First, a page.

I've worked on a LOT of different project with Earth Enable and am very proud of what my team and I have been able to accomplish in such a short period of time.
I've been designing a service from beginning to end for Earth Enable's new market-driven, reduced cost product called "Ishema." Designing the service from top to bottom has been a rewarding and enjoyable experience. I'd wanted to dip my toe into service design, and I've had a fantastic time filling in the gaps, working with our customers, and strategizing how best to provide the service for our customers.
I've also been able to put my software project management skills to work by designing a digital platform as an integral part of the Ishema service. The platform is USSD - a common digital solution used on feature phones (Remember Nokia bar phones? Right, those.) in East Africa.
I thought I was ready to walk away from the world of software, but taking this project from concept, through design and testing and now to business requirements and development has reminded me how much I enjoy being in the driver's seat with software development projects.
On the Daily
The rainy season has arrived! Flooding my morning commute and providing me the opportunity to get closer to everyone else hiding from the torrents that fall from the sky on a regular basis. Fortunately, the rain doesn't fall as often as my colleagues had predicted it would. We'll get rain two days in a row for a few hours. The periods of rain are followed by three or four days in a row of warm sunshine and gorgeous skies.
I wrote the majority of this newsletter seated under a thatched umbrella atop one of the gorgeous hill-islands of lake Bunyonyi. Megan and I spent the majority of our time here reading, playing cards, and enjoying as much undisturbed relaxation as is humanly possible. Each day after a lengthy breakfast that could only be described as slothful, we made our way to the lake for a swim.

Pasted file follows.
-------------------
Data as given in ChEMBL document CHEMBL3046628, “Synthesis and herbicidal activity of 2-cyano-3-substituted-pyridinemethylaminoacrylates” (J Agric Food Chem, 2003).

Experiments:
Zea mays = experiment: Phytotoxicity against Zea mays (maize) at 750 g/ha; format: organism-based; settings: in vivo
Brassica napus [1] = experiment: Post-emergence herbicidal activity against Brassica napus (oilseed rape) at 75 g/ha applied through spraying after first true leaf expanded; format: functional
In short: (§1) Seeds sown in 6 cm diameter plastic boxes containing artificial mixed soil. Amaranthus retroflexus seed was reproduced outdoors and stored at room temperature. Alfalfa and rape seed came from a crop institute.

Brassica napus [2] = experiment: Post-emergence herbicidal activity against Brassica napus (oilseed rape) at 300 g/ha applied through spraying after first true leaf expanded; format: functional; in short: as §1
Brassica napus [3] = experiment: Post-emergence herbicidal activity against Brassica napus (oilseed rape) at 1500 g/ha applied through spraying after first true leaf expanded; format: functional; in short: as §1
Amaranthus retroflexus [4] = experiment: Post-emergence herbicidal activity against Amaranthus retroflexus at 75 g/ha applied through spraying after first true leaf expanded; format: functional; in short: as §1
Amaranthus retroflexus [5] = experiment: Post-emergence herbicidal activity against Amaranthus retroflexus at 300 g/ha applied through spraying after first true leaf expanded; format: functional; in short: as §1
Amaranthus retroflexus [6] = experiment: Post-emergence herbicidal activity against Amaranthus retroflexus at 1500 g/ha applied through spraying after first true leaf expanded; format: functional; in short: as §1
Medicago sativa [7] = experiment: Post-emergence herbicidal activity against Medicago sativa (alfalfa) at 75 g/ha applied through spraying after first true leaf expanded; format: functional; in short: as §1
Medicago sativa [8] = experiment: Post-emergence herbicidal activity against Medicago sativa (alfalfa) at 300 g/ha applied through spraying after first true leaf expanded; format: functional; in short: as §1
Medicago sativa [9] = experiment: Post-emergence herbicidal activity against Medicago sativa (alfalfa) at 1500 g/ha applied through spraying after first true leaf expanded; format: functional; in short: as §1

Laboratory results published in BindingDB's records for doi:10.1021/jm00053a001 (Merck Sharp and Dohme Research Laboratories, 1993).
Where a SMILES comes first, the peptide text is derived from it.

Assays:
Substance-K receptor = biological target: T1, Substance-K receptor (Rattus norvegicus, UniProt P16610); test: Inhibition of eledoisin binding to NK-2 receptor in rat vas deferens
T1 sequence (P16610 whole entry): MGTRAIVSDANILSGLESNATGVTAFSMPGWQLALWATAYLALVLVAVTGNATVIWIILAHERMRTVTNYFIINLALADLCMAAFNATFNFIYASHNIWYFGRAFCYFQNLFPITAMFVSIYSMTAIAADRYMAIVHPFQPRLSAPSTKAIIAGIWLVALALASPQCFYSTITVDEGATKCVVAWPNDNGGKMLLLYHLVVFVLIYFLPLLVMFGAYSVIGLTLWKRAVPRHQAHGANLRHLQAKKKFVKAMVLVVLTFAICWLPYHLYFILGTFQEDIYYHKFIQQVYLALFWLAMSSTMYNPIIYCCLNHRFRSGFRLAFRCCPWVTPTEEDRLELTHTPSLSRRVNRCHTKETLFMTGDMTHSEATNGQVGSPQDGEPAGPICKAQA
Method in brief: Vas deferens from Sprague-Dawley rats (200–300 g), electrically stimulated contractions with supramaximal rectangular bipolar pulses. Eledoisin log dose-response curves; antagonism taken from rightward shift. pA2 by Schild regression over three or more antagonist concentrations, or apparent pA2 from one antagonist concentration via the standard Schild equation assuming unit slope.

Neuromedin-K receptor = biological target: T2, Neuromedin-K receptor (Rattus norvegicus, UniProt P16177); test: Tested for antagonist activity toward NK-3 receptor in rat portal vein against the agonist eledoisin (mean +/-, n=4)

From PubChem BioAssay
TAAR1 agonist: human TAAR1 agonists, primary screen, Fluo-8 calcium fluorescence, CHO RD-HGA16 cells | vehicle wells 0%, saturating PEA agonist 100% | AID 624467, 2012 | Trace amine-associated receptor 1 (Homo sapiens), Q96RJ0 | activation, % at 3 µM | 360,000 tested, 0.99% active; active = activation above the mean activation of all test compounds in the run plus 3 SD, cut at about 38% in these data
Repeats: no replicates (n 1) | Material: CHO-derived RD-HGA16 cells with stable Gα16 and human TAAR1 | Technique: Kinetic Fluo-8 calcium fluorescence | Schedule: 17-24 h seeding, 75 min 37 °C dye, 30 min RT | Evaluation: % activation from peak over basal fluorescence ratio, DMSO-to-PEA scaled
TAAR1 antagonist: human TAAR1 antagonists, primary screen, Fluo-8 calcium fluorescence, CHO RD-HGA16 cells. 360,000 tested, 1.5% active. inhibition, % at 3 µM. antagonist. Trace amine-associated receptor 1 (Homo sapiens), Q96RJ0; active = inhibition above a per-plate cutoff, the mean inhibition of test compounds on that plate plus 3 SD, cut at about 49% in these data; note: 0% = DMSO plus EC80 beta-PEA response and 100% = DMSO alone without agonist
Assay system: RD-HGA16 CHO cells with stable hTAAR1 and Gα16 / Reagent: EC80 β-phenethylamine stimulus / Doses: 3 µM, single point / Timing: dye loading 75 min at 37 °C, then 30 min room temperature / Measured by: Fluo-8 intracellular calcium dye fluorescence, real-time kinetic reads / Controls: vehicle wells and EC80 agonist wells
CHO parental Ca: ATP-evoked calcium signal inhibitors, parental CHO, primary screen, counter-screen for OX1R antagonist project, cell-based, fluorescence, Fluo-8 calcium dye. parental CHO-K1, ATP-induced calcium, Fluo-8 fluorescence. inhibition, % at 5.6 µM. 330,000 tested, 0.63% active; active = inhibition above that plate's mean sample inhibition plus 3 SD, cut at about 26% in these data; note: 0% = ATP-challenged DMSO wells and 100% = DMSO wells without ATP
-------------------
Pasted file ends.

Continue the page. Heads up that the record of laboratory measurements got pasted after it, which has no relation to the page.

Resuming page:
On our first visit to the lake, we were both hesitant to jump in - uncertain of the lake's temperature and its depth. Each of us attempted to convince the other to go first. But upon noticing a hornets nest on the dock, our reluctance evaporated. We both cannonballed into the cold water and made our way to a floating dock about 50 feet from shore. We rested there for a bit, plotting our strategy for getting back to the main dock without a running with the hornets. While we once again lazily and unconvincingly tried to get the other to go first, we began to notice the wasps had made their way to our floating perch. And upon investigation, found an even larger nest surrounded by far more wasps than we had originally escaped.
"Brace yourself, Megan, I'm going first!" She crouched to brace herself for the recoiling of the dock as I leapt off. By the time I surfaced she was already in the water and breast stroking past me. She made it to the ladder and out of the water faster than I thought possible.
The next day, we found a rope swing. The largest rope swing I've ever seen. Megan played photographer while I repeatedly tespted the rope's structural integrity. I'm happy to report that it held up for 6 or 7 goes.
It was a month of exploring Rwanda's natural beauty. After returning from Uganda, Megan and I headed to Akagera game park, where we stayed in a luxury tent from which we could watch the sun set and the moon rise through a view that was so gorgeous, it looked like the set of a play. Even better? We could hear the sounds of hippos grazing less than ten feet from our patio.
I also visited an exploding lake (Lake Kivu) with my housemates Colin and Eloise. The lake is gorgeous, but apparently dangerous. It is one of two lakes in the world that has a natural source of Methane gas underneath it and can literally explode if the flow of gas gets too strong. A (slightly) less dramatic possibility is that the seeping of Methane out of the lake could kill everyone within ten miles of shore. I felt very brave walking the lake's beaches, constantly looking for signs of an impending explosion and sniffing the air for unexpected odors. :)